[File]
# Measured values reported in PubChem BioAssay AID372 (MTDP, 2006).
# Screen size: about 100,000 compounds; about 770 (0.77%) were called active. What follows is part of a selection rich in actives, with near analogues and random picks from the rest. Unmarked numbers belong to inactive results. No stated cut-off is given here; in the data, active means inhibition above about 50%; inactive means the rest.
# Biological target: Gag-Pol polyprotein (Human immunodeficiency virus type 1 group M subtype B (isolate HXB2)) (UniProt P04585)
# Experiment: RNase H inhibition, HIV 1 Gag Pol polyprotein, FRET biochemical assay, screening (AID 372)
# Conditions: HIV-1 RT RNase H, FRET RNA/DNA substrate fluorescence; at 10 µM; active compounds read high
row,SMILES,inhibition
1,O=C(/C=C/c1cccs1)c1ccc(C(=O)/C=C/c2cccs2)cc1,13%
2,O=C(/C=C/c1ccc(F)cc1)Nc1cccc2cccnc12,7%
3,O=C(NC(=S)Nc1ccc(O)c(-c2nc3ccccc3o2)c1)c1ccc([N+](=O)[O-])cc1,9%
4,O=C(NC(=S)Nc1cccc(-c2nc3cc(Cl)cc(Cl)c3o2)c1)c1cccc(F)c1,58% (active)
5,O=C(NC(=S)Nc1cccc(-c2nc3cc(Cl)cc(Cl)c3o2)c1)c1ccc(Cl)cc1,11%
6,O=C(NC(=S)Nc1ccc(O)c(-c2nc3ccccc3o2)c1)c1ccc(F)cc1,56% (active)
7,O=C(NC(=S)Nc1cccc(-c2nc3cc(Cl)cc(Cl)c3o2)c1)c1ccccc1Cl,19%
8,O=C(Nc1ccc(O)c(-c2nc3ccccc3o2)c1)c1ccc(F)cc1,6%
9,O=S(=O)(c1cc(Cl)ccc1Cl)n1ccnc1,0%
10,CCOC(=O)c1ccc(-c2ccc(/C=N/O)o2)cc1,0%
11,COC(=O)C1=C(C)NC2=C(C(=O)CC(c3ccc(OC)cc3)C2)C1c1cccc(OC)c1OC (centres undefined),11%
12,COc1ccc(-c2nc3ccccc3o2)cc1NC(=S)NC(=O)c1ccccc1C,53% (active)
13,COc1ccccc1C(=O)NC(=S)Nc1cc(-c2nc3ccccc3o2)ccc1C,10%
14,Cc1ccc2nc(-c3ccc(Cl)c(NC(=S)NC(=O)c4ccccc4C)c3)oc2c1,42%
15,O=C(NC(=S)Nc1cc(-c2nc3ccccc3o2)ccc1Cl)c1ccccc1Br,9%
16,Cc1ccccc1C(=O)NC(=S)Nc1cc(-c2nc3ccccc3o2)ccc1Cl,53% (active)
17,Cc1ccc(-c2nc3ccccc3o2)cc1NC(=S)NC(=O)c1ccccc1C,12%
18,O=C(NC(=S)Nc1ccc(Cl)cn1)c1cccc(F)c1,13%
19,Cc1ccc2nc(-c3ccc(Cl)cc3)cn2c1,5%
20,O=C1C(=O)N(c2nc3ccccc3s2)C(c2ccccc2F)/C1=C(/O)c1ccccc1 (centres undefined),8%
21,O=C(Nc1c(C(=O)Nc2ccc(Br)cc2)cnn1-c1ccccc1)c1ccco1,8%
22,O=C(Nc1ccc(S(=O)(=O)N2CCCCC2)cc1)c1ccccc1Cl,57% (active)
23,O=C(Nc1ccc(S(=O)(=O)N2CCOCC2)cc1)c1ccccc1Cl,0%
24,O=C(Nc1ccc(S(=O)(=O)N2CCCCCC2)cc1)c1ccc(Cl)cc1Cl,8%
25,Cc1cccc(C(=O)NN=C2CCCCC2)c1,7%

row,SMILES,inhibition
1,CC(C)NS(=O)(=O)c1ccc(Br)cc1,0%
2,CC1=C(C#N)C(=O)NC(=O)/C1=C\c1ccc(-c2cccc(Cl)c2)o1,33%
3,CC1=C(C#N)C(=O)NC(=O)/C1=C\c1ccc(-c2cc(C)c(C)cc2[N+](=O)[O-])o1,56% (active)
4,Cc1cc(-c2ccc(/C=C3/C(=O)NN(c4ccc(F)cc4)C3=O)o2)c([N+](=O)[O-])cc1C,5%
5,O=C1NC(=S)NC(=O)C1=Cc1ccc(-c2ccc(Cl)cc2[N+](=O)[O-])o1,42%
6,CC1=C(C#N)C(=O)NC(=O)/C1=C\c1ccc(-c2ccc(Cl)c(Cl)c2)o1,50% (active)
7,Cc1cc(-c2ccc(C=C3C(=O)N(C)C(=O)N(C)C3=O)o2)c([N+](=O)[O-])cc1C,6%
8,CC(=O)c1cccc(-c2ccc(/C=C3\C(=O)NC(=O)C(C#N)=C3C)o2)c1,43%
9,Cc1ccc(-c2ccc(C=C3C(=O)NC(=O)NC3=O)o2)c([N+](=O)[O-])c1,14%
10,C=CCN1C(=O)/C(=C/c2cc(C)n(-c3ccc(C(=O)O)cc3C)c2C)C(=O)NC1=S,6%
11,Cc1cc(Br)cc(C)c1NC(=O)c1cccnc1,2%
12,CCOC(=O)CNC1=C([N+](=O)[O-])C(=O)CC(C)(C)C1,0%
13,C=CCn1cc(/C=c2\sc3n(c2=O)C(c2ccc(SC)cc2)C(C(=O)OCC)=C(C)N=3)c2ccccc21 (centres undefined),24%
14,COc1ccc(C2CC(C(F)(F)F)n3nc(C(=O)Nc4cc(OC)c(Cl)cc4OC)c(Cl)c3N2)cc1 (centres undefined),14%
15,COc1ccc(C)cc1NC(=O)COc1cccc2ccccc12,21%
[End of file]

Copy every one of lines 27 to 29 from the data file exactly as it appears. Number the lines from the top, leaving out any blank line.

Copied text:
21,O=C(Nc1c(C(=O)Nc2ccc(Br)cc2)cnn1-c1ccccc1)c1ccco1,8%
22,O=C(Nc1ccc(S(=O)(=O)N2CCCCC2)cc1)c1ccccc1Cl,57% (active)
23,O=C(Nc1ccc(S(=O)(=O)N2CCOCC2)cc1)c1ccccc1Cl,0%